Thursday, June 19, 2014

Enduro Then Endurance - CA Enduro Series #1 (Battle Born Enduro) and NCNCA State XC Champs (Rockhopper Classic)

After dipping my toes into "Enduro" last year, I've been really looking forward to this years' races.  Yeah, I've always been more of an XC racer, but that's just because it's been convenient and it's the most efficient use of my time (pack the most miles in as small of a time period as you can).  But since I grew up controlling things with motors, and as a bigger guy I really, REALLY liked going downhill when I started out riding mountain bikes (Flashback to 2005), I've always had a love for speed.  And as great as the Highball and Tallboy c are at what they do, riding and racing my Tallboy LTc is just fun.  So off to Reno I went for the first round of the California Enduro Series on Peavine Mountain.  Reno? California series? The west side of the mountain is technically in California and though we didn't ride on that side, I guess it still counts :-).

Marshall and Ryan would also make the trip up the hill and we took to the baron, desert mountain in our flo-yellow. Stoked...
We had a seven mile, two thousand or so foot climb to start our day as the first "transfer" stage before we even started racing.  It's not timed, but I set out at a nice pace to get my body warmed up.  Plus it was already getting quite hot, and I didn't really want to be standing in line at the start of each stage in the sun.  I was the second rider to go off for stage one. I hammered the dry, loose and flat corners as best I could but it was really hard to find any flow and really open it up.  It was a nice long stage, but it seemed like every corner was blown out with vision blocking bushes, rocks, or hill contour on the inside.  The "bobsled" I remember from racing XC here was fun, as it snakes down a small canyon from side to side.  I beat the camera man, so here's Ryan and Marshall on the bobsled.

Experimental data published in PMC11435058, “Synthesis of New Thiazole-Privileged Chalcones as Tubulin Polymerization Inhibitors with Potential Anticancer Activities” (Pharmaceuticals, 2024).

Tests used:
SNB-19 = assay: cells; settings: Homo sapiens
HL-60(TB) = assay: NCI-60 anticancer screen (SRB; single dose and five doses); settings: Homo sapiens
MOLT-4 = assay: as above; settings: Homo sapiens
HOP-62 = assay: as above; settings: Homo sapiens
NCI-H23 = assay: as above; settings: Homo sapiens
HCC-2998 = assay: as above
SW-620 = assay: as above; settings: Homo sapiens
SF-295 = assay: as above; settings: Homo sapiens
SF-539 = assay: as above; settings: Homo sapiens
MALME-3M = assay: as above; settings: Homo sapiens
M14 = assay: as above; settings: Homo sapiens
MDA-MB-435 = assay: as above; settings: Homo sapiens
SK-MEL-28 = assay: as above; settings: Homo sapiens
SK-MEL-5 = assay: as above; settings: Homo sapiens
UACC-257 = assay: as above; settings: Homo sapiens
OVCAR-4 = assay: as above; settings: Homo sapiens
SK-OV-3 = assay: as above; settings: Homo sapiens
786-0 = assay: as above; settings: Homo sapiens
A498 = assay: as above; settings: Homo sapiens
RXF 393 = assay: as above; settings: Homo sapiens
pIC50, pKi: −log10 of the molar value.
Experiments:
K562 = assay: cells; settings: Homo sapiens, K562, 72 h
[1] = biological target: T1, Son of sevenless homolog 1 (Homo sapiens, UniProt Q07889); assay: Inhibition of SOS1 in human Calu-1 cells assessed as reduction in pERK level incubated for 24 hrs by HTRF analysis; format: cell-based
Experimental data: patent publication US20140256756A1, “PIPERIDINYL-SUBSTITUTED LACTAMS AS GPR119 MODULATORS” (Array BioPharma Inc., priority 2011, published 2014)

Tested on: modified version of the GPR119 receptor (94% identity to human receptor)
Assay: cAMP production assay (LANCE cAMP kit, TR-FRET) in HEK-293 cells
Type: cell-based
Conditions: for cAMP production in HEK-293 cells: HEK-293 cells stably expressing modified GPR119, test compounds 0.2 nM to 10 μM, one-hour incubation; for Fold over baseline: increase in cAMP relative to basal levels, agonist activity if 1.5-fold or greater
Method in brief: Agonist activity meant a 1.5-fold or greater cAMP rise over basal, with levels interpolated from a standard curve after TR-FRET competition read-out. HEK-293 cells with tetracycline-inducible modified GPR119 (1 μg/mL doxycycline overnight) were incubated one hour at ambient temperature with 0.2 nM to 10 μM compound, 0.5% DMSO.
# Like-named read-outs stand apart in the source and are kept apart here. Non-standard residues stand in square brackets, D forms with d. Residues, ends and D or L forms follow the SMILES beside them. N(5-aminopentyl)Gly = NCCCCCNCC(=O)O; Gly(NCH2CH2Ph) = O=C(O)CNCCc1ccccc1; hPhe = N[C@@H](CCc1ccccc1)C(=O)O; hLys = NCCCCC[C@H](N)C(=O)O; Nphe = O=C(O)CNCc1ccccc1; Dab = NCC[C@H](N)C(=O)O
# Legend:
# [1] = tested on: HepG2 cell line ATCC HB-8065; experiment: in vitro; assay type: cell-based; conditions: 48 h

After finishing stage 1, I felt I had more to give but the corners were getting to me.  After a brief pedal back up the hill, I'd start stage two with even slower, tighter corners that I fumbled around in.  Feeling pretty frustrated with myself, I was happy that the second half of stage two opened up a bit and I could let her fly.  Finally! Some speed!  Stages three and four were much of the same.  Just trying to find a place to put power down while skating around in the corners.  Most of stage four I was familiar with from the old Peavine XC course, except for an abrupt trail turn at the bottom with signage that was a bit too late.  I blew right by, but thankfully I saw it and went back.

The final stage was for pro/expert only since it ran through the main rock gardens on the hill.  It was pretty fun, and thankfully I had seen it before so I knew just to point it straight and let the bike do the work.  The LTc soaked it all up and I'm really diggin' the TALAS 140 fork.  Especially dropping it down to 120mm for the long transfer climbs.

I ended up 12th overall, and even though times were very close together, I couldn't help but be frustrated with my performance.  I just need to relax and ride it, not tense up and try to pedal my way through everything.  But I was stoked with the trailer I picked up through craigslist while I was up in Reno, it's going to be perfect to use for TimeYourRace!  And maybe the occasional shuttle day... :-)

The next day was the Rockhopper Classic XC race at Lagoon Valley Park in Vacaville.  Last year I had to miss this race because I sliced open my hand with a saw, so I was happy to be in one piece this year!  We were timing the race as well, so Jen took the trailer early in the morning.  I set off a little later after dropping Logan off with some friends to watch for the day.  While I was so thankful for their help, I really didn't want to leave him since he's always incredibly cute in the morning and hard to leave!  Because of that, and my frustration with my enduro race the day before, I decided I'd really make this race count.